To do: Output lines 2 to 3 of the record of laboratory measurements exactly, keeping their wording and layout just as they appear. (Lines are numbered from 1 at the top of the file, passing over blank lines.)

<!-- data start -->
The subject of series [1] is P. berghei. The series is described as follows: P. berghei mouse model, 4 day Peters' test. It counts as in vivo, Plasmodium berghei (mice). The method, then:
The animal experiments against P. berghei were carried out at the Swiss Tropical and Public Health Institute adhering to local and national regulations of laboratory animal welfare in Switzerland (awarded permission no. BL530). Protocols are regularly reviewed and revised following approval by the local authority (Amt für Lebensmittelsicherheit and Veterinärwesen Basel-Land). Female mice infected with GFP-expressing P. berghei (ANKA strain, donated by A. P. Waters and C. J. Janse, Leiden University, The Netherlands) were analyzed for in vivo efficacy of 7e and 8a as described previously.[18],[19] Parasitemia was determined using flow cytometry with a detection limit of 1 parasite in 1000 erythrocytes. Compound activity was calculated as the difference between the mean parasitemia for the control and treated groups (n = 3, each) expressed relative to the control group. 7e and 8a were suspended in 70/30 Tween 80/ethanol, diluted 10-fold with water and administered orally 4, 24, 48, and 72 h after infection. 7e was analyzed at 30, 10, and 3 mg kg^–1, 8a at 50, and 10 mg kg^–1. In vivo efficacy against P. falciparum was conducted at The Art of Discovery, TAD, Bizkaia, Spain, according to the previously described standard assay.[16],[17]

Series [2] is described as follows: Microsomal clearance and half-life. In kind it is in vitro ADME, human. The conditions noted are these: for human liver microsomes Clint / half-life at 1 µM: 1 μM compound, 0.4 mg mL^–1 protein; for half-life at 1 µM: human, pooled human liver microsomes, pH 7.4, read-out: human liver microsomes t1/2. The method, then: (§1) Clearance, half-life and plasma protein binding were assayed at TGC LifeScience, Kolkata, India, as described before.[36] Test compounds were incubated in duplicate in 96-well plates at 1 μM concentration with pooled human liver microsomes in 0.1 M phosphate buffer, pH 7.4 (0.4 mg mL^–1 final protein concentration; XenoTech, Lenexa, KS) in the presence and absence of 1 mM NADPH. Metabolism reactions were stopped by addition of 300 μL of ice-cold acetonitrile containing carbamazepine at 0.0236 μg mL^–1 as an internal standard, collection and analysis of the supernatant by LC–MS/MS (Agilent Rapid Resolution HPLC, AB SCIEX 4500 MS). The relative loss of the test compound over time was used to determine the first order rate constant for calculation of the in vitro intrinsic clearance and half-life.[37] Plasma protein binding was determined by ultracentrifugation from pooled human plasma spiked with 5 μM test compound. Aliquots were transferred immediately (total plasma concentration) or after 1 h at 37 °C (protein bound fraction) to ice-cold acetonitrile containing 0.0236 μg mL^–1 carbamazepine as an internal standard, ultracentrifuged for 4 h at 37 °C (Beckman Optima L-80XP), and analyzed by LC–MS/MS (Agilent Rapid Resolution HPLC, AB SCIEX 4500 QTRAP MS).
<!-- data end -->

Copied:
The animal experiments against P. berghei were carried out at the Swiss Tropical and Public Health Institute adhering to local and national regulations of laboratory animal welfare in Switzerland (awarded permission no. BL530). Protocols are regularly reviewed and revised following approval by the local authority (Amt für Lebensmittelsicherheit and Veterinärwesen Basel-Land). Female mice infected with GFP-expressing P. berghei (ANKA strain, donated by A. P. Waters and C. J. Janse, Leiden University, The Netherlands) were analyzed for in vivo efficacy of 7e and 8a as described previously.[18],[19] Parasitemia was determined using flow cytometry with a detection limit of 1 parasite in 1000 erythrocytes. Compound activity was calculated as the difference between the mean parasitemia for the control and treated groups (n = 3, each) expressed relative to the control group. 7e and 8a were suspended in 70/30 Tween 80/ethanol, diluted 10-fold with water and administered orally 4, 24, 48, and 72 h after infection. 7e was analyzed at 30, 10, and 3 mg kg^–1, 8a at 50, and 10 mg kg^–1. In vivo efficacy against P. falciparum was conducted at The Art of Discovery, TAD, Bizkaia, Spain, according to the previously described standard assay.[16],[17]

Series [2] is described as follows: Microsomal clearance and half-life. In kind it is in vitro ADME, human. The conditions noted are these: for human liver microsomes Clint / half-life at 1 µM: 1 μM compound, 0.4 mg mL^–1 protein; for half-life at 1 µM: human, pooled human liver microsomes, pH 7.4, read-out: human liver microsomes t1/2. The method, then: (§1) Clearance, half-life and plasma protein binding were assayed at TGC LifeScience, Kolkata, India, as described before.[36] Test compounds were incubated in duplicate in 96-well plates at 1 μM concentration with pooled human liver microsomes in 0.1 M phosphate buffer, pH 7.4 (0.4 mg mL^–1 final protein concentration; XenoTech, Lenexa, KS) in the presence and absence of 1 mM NADPH. Metabolism reactions were stopped by addition of 300 μL of ice-cold acetonitrile containing carbamazepine at 0.0236 μg mL^–1 as an internal standard, collection and analysis of the supernatant by LC–MS/MS (Agilent Rapid Resolution HPLC, AB SCIEX 4500 MS). The relative loss of the test compound over time was used to determine the first order rate constant for calculation of the in vitro intrinsic clearance and half-life.[37] Plasma protein binding was determined by ultracentrifugation from pooled human plasma spiked with 5 μM test compound. Aliquots were transferred immediately (total plasma concentration) or after 1 h at 37 °C (protein bound fraction) to ice-cold acetonitrile containing 0.0236 μg mL^–1 carbamazepine as an internal standard, ultracentrifuged for 4 h at 37 °C (Beckman Optima L-80XP), and analyzed by LC–MS/MS (Agilent Rapid Resolution HPLC, AB SCIEX 4500 QTRAP MS).